This week’s roundup of CFD news is full of even more things to read including the latest installment of a series comparing different CFD software and the latest from an NSF funded effort to create a new CFD software infrastructure. Then there’s reading about writing and writing about reading. It’s all very meta. The image shown here is a CONVERGE CFD result from Resolved Analytic’s comparison of semi-comprehensive CFD software.
Reading and Writing
- In Part 3 of their Comparing CFD Software series, Resolved Analytics takes on semi-comprehensive software like COMSOL and CONVERGE.
- Resolved Analytics also seeks more participants for their CFD Software Survey.
- Food for thought: is active voice bad for technical writing? Like everything in communications it comes down to knowing your audience and knowing how to address them effectively (i.e. help them understand).
- Nature wants to give software its due by ensuring it is properly cited in publications.
- The University of Colorado Boulder is working with an NSF grant toward a new fluid dynamics software infrastructure. They held a workshop earlier this month and the results are posted online.
- How to read and summarize a technical paper. This seems like a really good approach that I ought to adopt. [Not to nitpick but I read the abstract first, the conclusions second, and skim the paper for figures and their captions (because captions should not be ornamental). Only if I’m still interested do I go back to the introduction and begin reading. Of course, this is just my opinion and preference. I could be wrong.]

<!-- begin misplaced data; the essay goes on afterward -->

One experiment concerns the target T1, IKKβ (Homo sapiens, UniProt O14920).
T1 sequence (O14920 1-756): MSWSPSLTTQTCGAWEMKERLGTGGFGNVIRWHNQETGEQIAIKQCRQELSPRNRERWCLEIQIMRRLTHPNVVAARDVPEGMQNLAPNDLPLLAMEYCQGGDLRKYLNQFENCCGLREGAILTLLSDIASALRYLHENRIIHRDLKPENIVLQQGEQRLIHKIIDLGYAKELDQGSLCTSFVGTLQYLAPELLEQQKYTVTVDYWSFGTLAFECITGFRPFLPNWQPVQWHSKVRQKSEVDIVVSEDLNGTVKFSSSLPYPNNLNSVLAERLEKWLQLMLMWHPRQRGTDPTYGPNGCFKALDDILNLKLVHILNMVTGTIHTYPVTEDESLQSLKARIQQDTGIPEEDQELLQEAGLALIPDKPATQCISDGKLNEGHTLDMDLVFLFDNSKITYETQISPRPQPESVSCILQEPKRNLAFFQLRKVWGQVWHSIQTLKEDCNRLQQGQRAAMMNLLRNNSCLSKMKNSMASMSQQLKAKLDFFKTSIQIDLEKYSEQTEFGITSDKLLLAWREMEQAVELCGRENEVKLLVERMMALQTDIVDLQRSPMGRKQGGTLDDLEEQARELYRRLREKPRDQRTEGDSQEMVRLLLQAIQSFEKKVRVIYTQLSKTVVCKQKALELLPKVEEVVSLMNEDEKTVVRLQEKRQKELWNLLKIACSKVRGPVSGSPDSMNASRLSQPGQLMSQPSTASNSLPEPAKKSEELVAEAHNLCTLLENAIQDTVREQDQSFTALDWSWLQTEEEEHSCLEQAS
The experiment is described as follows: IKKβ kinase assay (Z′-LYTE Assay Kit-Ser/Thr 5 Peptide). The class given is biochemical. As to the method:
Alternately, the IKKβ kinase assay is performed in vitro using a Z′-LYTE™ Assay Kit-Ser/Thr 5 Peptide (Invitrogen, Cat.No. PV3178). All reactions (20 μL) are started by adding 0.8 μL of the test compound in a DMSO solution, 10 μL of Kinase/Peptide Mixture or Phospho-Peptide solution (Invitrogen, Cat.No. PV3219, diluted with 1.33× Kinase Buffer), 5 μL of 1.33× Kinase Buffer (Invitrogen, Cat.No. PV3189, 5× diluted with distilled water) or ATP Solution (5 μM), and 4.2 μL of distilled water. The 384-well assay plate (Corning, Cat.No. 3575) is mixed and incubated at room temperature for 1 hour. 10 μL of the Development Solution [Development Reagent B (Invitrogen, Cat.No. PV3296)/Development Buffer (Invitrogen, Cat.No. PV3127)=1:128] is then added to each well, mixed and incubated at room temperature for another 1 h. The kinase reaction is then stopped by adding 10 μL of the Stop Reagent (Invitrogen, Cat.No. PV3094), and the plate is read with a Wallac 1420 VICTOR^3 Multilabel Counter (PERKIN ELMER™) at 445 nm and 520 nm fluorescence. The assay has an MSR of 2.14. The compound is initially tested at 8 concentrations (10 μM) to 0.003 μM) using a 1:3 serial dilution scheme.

- Stockholm’s KTH Royal Institute of Technology seeks doctoral students in turbulence modeling for CFD.
- Imperial College London seeks a research associate in high-order CFD.
- Pointwise seeks a technical support engineer.
- SolidWorks shares tips on which computers to choose for running CAD but most (all?) of these tips apply to CFD too. For example, when it comes to graphics cards it’s worth it to bypass the gaming cards and go right to a professional card.
- Google Cloud Services is now Anthos. [I had to look this up. Anthos is a 5th century tragedy by Agathon and a god figure from the Guardians of the Galaxy. I’d prefer it to be the lost tragedy because whenever I see “Marvel” I go zzzzzzz.]
- Stokes200, a celebration of Sir George Gabriel Stokes’ contributions to science on the 200th anniversary of his birth, will be held on 15-18 September 2019 at Cambridge.
- The CAESES Users Meeting 2019 will be held in Berlin on 18-20 September 2019.
- NAFEMS’ CAASE20, the Conference on Advancing Analysis & Simulation in Engineering, will be held in Indianapolis on 16-18 June 2020.
Facets in Architecture
For unknown reasons, my feed in the last week filled up with examples of facets in architecture.
Bonus: Thanks to alert reader Ray for sharing this article about Friedrich Froebel, inventor of kindergarten. I bet you’ll be as surprised as I was to learn that kindergarten was banned in Prussia in 1851 for encouraging “liberal thought.” I’ll also bet you’re wondering about this relevance of this article to this blog. The teaching methods Froebel instituted may be the reason you look at a piece of 20th century art and think that your kindergartener could do it.